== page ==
Related Rule
Practice Relating to Rule 70. Weapons of a Nature to Cause Superfluous Injury or Unnecessary Suffering
In 1974, during discussions in the Ad Hoc Committee on Conventional Weapons established by the CDDH, Brazil stated:
In principle, all available weapons could cause unnecessary suffering … depending on how they were used. There were good humanitarian reasons for the international community to agree at least on restricting the use of incendiary weapons against targets which were not exclusively military. 
Brazil, Statement at the CDDH, Official Records, Vol. XVI, CDDH/IV/SR.2, 14 March 1974, p. 18, § 7.
In 1993, the permanent representative of Brazil to the UN and other international organizations in Geneva wrote an article in which he declared: “Since the time when chemical weapons were first used, the Brazilian Government has consistently argued against the use of these and all other inhumane means of warfare.” He added: “The word ‘inhumane’ is employed here, in accordance with common usage, to mean weapons that cause unnecessary devastation and suffering.”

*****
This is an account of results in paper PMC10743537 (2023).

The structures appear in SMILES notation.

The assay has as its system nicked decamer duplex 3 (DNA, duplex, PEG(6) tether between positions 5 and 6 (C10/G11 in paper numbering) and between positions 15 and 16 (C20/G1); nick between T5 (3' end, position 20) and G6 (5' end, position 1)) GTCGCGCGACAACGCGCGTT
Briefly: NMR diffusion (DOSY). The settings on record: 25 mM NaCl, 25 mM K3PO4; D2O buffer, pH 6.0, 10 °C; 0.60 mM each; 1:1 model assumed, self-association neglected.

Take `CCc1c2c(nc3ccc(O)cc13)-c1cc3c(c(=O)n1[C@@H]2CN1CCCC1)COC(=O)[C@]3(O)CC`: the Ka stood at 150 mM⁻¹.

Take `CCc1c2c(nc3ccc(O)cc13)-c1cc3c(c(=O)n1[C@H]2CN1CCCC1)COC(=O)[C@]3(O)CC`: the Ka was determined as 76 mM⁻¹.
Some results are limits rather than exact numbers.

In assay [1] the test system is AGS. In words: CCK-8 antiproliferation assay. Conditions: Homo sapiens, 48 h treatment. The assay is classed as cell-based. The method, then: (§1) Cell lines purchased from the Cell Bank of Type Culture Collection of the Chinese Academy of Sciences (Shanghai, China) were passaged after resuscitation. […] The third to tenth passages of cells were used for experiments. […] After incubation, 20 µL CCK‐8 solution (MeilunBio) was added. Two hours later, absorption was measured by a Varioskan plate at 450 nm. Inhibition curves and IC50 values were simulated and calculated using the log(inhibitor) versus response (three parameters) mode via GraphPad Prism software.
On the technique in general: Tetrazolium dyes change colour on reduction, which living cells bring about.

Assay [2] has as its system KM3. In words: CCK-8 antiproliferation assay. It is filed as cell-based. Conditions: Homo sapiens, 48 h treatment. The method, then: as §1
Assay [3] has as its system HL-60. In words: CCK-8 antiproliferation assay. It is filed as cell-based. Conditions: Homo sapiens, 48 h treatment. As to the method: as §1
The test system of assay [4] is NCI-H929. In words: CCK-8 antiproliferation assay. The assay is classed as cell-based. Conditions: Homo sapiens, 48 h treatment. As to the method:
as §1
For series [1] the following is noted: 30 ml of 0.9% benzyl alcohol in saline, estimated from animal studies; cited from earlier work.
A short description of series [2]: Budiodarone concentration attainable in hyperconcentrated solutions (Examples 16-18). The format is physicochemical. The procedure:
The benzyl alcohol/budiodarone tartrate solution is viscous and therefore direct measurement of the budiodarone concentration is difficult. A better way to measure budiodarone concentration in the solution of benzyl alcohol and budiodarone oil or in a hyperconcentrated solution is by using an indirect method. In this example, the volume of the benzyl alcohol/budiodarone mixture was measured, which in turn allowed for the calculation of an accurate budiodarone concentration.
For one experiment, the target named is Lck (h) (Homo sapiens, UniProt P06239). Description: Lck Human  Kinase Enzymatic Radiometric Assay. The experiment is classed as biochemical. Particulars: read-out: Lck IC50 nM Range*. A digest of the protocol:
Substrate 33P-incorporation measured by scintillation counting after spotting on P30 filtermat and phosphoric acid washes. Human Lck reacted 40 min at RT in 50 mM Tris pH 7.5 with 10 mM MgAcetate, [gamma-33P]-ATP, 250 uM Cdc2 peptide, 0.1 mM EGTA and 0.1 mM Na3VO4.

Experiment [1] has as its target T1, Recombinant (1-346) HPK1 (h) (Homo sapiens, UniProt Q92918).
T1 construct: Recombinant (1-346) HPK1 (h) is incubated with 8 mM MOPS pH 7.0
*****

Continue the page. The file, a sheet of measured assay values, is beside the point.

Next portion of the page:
Celso L. N. Amorim, “The Chemical Weapons Convention and the Security and the Developments Needs of Brazil”, Disarmament, Vol. 16, 1993, No. 1, p. 111.